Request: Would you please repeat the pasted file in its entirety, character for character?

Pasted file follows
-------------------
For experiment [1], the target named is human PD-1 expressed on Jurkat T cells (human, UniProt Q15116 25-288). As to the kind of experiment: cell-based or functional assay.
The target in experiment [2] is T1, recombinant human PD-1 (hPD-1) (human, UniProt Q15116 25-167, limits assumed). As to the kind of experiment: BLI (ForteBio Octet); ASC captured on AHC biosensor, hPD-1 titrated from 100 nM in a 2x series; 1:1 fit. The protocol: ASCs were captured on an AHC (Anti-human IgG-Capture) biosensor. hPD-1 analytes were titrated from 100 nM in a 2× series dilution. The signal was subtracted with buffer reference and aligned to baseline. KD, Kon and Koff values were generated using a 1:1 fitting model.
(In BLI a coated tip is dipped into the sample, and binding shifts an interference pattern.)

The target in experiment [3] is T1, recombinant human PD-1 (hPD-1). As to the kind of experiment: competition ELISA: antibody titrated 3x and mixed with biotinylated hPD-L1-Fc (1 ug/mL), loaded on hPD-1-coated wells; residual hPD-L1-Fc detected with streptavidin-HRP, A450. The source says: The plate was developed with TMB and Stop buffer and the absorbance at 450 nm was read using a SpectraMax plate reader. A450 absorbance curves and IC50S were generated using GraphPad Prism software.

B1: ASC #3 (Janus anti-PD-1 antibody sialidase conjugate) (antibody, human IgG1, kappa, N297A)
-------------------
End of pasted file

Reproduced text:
For experiment [1], the target named is human PD-1 expressed on Jurkat T cells (human, UniProt Q15116 25-288). As to the kind of experiment: cell-based or functional assay.
The target in experiment [2] is T1, recombinant human PD-1 (hPD-1) (human, UniProt Q15116 25-167, limits assumed). As to the kind of experiment: BLI (ForteBio Octet); ASC captured on AHC biosensor, hPD-1 titrated from 100 nM in a 2x series; 1:1 fit. The protocol: ASCs were captured on an AHC (Anti-human IgG-Capture) biosensor. hPD-1 analytes were titrated from 100 nM in a 2× series dilution. The signal was subtracted with buffer reference and aligned to baseline. KD, Kon and Koff values were generated using a 1:1 fitting model.
(In BLI a coated tip is dipped into the sample, and binding shifts an interference pattern.)

The target in experiment [3] is T1, recombinant human PD-1 (hPD-1). As to the kind of experiment: competition ELISA: antibody titrated 3x and mixed with biotinylated hPD-L1-Fc (1 ug/mL), loaded on hPD-1-coated wells; residual hPD-L1-Fc detected with streptavidin-HRP, A450. The source says: The plate was developed with TMB and Stop buffer and the absorbance at 450 nm was read using a SpectraMax plate reader. A450 absorbance curves and IC50S were generated using GraphPad Prism software.

B1: ASC #3 (Janus anti-PD-1 antibody sialidase conjugate) (antibody, human IgG1, kappa, N297A)